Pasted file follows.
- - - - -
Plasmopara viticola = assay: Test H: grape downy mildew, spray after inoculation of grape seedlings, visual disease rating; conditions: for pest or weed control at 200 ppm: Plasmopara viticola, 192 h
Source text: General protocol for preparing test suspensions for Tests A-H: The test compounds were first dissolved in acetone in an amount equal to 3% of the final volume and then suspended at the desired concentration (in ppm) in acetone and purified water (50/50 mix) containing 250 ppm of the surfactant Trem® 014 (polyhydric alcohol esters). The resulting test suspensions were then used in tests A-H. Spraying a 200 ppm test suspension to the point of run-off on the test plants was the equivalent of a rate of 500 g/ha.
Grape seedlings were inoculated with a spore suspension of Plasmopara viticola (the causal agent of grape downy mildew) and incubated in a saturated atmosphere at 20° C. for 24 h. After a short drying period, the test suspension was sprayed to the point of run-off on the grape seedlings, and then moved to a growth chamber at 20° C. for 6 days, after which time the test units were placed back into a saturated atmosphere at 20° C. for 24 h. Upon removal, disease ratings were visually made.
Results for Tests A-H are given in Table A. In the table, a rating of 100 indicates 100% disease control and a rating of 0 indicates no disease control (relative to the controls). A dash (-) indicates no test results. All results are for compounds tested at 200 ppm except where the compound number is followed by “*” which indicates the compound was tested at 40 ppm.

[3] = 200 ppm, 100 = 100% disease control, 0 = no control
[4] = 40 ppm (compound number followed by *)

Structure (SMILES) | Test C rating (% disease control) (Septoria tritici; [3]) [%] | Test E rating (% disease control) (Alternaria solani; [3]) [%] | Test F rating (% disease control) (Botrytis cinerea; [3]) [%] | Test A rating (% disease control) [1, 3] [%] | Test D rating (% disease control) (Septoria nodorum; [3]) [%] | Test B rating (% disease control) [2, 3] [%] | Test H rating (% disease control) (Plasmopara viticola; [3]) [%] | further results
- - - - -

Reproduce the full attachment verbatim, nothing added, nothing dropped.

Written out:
Plasmopara viticola = assay: Test H: grape downy mildew, spray after inoculation of grape seedlings, visual disease rating; conditions: for pest or weed control at 200 ppm: Plasmopara viticola, 192 h
Source text: General protocol for preparing test suspensions for Tests A-H: The test compounds were first dissolved in acetone in an amount equal to 3% of the final volume and then suspended at the desired concentration (in ppm) in acetone and purified water (50/50 mix) containing 250 ppm of the surfactant Trem® 014 (polyhydric alcohol esters). The resulting test suspensions were then used in tests A-H. Spraying a 200 ppm test suspension to the point of run-off on the test plants was the equivalent of a rate of 500 g/ha.
Grape seedlings were inoculated with a spore suspension of Plasmopara viticola (the causal agent of grape downy mildew) and incubated in a saturated atmosphere at 20° C. for 24 h. After a short drying period, the test suspension was sprayed to the point of run-off on the grape seedlings, and then moved to a growth chamber at 20° C. for 6 days, after which time the test units were placed back into a saturated atmosphere at 20° C. for 24 h. Upon removal, disease ratings were visually made.
Results for Tests A-H are given in Table A. In the table, a rating of 100 indicates 100% disease control and a rating of 0 indicates no disease control (relative to the controls). A dash (-) indicates no test results. All results are for compounds tested at 200 ppm except where the compound number is followed by “*” which indicates the compound was tested at 40 ppm.

[3] = 200 ppm, 100 = 100% disease control, 0 = no control
[4] = 40 ppm (compound number followed by *)

Structure (SMILES) | Test C rating (% disease control) (Septoria tritici; [3]) [%] | Test E rating (% disease control) (Alternaria solani; [3]) [%] | Test F rating (% disease control) (Botrytis cinerea; [3]) [%] | Test A rating (% disease control) [1, 3] [%] | Test D rating (% disease control) (Septoria nodorum; [3]) [%] | Test B rating (% disease control) [2, 3] [%] | Test H rating (% disease control) (Plasmopara viticola; [3]) [%] | further results